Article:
Airborne leaflet propaganda
Airborne leaflet propaganda is a form of psychological warfare
Psychological warfare
Psychological warfare , or the basic aspects of modern psychological operations , have been known by many other names or terms, including Psy Ops, Political Warfare, “Hearts and Minds,” and Propaganda...

 in which leaflets (flyer
Flyer (pamphlet)
__notoc__A flyer or flier, also called a circular, handbill or leaflet, is a form of paper advertisement intended for wide distribution and typically posted or distributed in public place....

s) are scattered in the air. Military forces have used aircraft
An aircraft is a vehicle that is able to fly by gaining support from the air, or, in general, the atmosphere of a planet. An aircraft counters the force of gravity by using either static lift or by using the dynamic lift of an airfoil, or in a few cases the downward thrust from jet engines.Although...

 to drop leaflets to alter the behavior of people in enemy-controlled territory, sometimes in conjunction with air strikes. Humanitarian air missions, in cooperation with leaflet propaganda, can turn civilians against their leadership while preparing them for the arrival of enemy troops.

Functions of leaflet propaganda

There are six different functions of airborne leaflet propaganda that have been used over the past century:
  1. Threaten destruction
    • Warn enemy troops and civilians that their area will be targeted.
  2. Prompt the enemy to surrender
    Surrender (military)
    Surrender is when soldiers, nations or other combatants stop fighting and eventually become prisoners of war, either as individuals or when ordered to by their officers. A white flag is a common symbol of surrender, as is the gesture of raising one's hands empty and open above one's head.When the...

    • Explain to prospective deserters how to surrender.
  3. Offer rewards
    • Rewards could be offered to encourage individuals to provide assistance, or to encourage defection.
  4. Disseminate or counter disinformation
    • Reduce enemy morale through propaganda
      Propaganda is a form of communication that is aimed at influencing the attitude of a community toward some cause or position so as to benefit oneself or one's group....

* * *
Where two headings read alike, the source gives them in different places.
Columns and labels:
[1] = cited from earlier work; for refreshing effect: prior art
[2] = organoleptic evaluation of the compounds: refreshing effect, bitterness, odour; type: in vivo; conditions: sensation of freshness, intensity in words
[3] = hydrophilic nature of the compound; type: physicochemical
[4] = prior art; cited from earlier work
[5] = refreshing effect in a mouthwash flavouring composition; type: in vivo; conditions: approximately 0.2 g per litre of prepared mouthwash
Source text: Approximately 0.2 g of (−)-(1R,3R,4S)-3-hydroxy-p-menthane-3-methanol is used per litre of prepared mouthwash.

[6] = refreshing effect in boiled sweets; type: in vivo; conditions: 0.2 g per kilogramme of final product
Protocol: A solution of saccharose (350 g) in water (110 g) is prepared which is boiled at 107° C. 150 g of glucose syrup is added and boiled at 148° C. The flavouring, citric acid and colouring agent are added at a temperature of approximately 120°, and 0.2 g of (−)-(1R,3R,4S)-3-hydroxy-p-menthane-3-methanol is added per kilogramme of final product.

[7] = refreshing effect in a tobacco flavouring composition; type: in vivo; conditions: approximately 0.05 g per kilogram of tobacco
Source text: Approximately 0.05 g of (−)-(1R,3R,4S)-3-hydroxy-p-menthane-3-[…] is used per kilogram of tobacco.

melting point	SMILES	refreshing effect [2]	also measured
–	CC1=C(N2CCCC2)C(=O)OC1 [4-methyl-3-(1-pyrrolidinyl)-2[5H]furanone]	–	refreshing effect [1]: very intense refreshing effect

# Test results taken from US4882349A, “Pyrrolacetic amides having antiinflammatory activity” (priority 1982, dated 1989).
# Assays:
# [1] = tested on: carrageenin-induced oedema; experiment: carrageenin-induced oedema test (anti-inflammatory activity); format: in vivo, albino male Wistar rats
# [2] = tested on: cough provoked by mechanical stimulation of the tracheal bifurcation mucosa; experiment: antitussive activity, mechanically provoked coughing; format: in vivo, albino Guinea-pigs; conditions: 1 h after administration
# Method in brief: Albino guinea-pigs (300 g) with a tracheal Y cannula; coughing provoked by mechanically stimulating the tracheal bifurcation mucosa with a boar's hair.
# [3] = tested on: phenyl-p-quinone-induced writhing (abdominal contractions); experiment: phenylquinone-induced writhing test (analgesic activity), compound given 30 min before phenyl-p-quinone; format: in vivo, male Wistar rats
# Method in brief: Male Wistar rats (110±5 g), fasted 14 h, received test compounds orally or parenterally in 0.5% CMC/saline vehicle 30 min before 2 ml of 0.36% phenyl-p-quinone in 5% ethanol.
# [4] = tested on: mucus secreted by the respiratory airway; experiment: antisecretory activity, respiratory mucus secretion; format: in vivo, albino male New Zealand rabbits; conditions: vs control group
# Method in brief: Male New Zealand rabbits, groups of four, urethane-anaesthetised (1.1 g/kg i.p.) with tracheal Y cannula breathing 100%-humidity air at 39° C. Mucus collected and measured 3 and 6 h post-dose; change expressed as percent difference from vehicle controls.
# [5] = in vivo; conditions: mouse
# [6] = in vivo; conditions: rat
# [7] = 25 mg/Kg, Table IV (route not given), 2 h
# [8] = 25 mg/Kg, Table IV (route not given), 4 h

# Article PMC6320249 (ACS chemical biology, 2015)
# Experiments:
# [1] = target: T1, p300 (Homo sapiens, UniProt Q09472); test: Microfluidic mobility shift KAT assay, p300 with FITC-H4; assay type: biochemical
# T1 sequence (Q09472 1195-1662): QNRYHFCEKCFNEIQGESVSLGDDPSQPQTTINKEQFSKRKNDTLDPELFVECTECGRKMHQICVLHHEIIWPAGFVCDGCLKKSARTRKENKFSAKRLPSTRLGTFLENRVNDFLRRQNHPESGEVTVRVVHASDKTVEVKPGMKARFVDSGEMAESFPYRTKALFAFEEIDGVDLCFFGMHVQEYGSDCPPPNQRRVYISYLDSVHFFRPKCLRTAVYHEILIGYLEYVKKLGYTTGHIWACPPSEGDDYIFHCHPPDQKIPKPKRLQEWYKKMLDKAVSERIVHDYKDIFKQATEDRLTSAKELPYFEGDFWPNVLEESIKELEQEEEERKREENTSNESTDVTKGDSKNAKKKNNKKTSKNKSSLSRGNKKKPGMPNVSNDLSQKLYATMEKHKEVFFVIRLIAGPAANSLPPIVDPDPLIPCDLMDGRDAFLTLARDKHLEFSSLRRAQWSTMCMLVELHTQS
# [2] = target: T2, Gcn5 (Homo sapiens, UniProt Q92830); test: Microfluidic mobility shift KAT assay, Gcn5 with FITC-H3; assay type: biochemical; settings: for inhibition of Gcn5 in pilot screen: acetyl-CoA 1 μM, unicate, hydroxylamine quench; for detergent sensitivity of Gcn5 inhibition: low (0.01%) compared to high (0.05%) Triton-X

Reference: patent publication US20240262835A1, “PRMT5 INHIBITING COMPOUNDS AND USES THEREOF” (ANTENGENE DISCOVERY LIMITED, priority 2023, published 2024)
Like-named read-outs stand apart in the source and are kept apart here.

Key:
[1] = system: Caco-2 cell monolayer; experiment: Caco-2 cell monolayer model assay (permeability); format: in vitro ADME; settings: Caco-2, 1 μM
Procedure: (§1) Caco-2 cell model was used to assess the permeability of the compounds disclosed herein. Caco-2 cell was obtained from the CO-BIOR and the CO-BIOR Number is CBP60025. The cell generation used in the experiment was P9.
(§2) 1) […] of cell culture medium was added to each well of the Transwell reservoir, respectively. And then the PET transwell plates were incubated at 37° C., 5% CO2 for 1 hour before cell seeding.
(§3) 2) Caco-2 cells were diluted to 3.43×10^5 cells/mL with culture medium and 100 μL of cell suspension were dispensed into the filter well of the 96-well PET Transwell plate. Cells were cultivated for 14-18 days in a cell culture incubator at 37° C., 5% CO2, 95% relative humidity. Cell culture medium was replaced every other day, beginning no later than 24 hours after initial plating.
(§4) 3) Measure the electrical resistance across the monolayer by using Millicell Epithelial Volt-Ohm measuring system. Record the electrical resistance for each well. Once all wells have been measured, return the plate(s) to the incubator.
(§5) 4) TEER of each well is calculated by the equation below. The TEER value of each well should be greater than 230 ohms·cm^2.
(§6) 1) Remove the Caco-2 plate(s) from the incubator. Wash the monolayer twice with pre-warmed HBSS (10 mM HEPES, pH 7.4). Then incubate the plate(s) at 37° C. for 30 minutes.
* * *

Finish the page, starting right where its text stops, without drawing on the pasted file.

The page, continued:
• Neutralize enemy propaganda.
    • Advise radio listeners about frequencies/times of propaganda broadcasts and methods for circumventing radio jamming
      Radio jamming
      Radio jamming is the transmission of radio signals that disrupt communications by decreasing the signal to noise ratio. Unintentional jamming occurs when an operator transmits on a busy frequency without first checking whether it is in use, or without being able to hear stations using the frequency...

  5. Facilitate communication
    • Create a friendly atmosphere for the enemy by promoting ideologies such as freedom, capitalism
      Capitalism is an economic system that became dominant in the Western world following the demise of feudalism. There is no consensus on the precise definition nor on how the term should be used as a historical category...

      , and "noble intentions".
  6. Provide humanitarian assistance
    • Inform people where to find airdropped food, how to open and consume it, and why it comes.

Before World War II

Airborne leaflets have been used for military propaganda purposes at least since the 19th century. One early example is from the Franco-Prussian War when in October 1870 during the Siege of Paris
Siege of Paris
The Siege of Paris, lasting from September 19, 1870 – January 28, 1871, and the consequent capture of the city by Prussian forces led to French defeat in the Franco-Prussian War and the establishment of the German Empire as well as the Paris Commune....

 a French balloon coming from the city dropped government proclamations over Prussian troops that stated the following (in German):

"Paris defies the enemy. The whole of France rallies. Death to the invaders. Foolish people, shall we always throttle one another for the pleasure and proudness of Kings? Glory and conquest are crimes; defeat brings hate and desire for vengeance. Only one war is just and holy; that of independence."

Leaflet propaganda has been delivered by airplanes since the Italo-Turkish War
Italo-Turkish War